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*The Normal School for Colored Girls was chartered on this date in 1863.
Now known as the University of the District of Columbia, it was established in Washington, D.C., as an institution of learning and training for young Black women, especially to train teachers. The school was founded in 1851 by Myrtilla Miner with encouragement from Henry Ward Beecher and funding from a Quaker philanthropist after the school in Mississippi where she taught refused her permission to conduct classes for African American girls.
While inappropriate today, the term "colored" was considered polite in 19th-century speech. However, some sources refer to the school as the "Miner School for Girls." Although the school offered primary schooling and classes in domestic skills, its emphasis from the outset was on training teachers. Miner stressed hygiene and nature study in addition to rigorous academic training. Within two months of opening, school enrollment grew from 6 to 40.
Despite hostility from a portion of the community, the school prospered with the help of continued contributions from Quakers and a gift from Harriet Beecher Stowe (sister of Beecher) of $1,000 of the royalties she earned from Uncle Tom's Cabin. As it grew, the school was forced to move three times in its first two years, but in 1854 it settled on a 3-acre (1.2-hectare) lot with a house and barn on the edge of the city. Around this time, Emily Edmonson enrolled in the school. To help protect the school and those involved, the Edmonson family took up residence on the grounds, and both Emily Edmonson and Myrtilla Miner learned to shoot.
In 1856 the school came under the care of a board of trustees, among whom were Beecher and wealthy Quaker Johns Hopkins. By 1858 six former students were teaching in schools of their own. By that time, Miner's connection with the school had been lessened by her failing health, and from 1857 Emily Howland was in charge. In 1860 the school had to be closed, and Myrtilla Miner went to California the next year to regain her health.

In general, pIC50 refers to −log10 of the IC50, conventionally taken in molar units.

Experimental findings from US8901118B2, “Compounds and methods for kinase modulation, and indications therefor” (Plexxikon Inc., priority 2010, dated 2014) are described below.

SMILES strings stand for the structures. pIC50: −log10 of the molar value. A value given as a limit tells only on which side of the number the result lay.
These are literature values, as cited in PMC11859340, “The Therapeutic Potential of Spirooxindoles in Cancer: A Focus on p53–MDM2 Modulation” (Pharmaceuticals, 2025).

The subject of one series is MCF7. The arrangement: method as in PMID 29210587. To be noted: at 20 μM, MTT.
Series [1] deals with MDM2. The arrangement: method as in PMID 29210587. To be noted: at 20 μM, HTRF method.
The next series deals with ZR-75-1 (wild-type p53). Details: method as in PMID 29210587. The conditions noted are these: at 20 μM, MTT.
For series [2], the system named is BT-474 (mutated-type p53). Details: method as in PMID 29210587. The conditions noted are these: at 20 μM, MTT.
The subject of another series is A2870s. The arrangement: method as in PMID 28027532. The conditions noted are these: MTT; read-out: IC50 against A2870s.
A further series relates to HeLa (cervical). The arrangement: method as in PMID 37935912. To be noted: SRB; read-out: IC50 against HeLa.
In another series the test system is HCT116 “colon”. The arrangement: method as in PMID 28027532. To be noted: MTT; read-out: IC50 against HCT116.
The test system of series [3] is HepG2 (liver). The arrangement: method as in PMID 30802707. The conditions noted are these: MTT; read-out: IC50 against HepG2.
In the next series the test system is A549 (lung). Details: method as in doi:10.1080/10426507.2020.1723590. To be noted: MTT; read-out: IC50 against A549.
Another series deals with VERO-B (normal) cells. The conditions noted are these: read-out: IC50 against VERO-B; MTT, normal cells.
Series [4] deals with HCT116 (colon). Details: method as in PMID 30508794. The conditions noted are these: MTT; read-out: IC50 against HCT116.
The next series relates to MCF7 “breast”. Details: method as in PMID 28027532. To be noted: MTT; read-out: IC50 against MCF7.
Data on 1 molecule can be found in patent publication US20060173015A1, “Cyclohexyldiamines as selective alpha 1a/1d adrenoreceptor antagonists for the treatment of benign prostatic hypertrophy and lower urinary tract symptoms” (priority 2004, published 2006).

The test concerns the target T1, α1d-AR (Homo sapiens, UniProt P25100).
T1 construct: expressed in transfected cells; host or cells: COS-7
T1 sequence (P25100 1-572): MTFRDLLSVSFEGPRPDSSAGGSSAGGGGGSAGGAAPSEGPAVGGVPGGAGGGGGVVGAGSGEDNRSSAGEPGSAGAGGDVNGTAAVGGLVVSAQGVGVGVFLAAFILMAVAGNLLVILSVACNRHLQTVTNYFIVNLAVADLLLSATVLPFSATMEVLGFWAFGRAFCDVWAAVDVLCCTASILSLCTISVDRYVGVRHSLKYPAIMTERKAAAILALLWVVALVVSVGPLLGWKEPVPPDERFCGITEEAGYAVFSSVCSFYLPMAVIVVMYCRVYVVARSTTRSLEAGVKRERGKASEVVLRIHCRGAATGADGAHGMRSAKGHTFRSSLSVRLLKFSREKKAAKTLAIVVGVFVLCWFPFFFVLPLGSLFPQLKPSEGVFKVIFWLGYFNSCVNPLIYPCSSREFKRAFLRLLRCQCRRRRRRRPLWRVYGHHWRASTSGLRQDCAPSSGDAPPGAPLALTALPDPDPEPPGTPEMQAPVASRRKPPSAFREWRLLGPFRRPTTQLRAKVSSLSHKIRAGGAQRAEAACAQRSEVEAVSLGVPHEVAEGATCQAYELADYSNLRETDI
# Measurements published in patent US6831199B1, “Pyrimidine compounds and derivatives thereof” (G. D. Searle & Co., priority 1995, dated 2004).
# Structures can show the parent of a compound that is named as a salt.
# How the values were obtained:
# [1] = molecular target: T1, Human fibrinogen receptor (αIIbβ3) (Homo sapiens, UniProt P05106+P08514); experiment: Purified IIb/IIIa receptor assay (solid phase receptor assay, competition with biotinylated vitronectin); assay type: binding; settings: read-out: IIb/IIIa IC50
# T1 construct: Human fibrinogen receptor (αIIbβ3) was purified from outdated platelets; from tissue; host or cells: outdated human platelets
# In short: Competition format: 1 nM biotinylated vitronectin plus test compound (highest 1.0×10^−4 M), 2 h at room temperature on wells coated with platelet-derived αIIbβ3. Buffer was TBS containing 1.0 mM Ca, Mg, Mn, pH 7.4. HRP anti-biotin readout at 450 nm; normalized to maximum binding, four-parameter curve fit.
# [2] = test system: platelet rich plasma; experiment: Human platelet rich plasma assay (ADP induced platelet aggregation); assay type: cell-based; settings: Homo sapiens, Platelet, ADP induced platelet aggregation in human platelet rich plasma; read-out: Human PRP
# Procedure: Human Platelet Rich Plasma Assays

On March 3, 1863, the United States Senate granted the school a charter as the "Institution for the Education of Colored Youth" and named Henry Addison, John C. Underwood, George C. Abbott, William H. Channing, Nancy M. Johnson, and Myrtilla Miner as directors. A carriage accident ended that hope of Miner’s health improvement; she died shortly after her return to Washington, D.C., on December 17, 1864. From 1871 to 1876, the school was associated with Howard University. In 1879, as Miner Normal School, it became part of the District of Columbia public school system. In 1929 an act of the U.S. Congress accredited it as Miner Teachers College. Miner Teachers College and its predecessors were instrumental in developing the Black school system in the district between the 1890s and the 1950s. They held a virtual monopoly on teaching jobs in Black schools during that time period.
Many graduates found jobs in Black school districts in other parts of the country, expanding the influence of the Miner school outside the district. As Miner Normal School, it is listed on the National Register of Historic Places. In 1955 the school merged with Wilson Teachers College to form the District of Columbia Teachers College. In 1976, after additional incorporation, the school was renamed the University of the District of Columbia.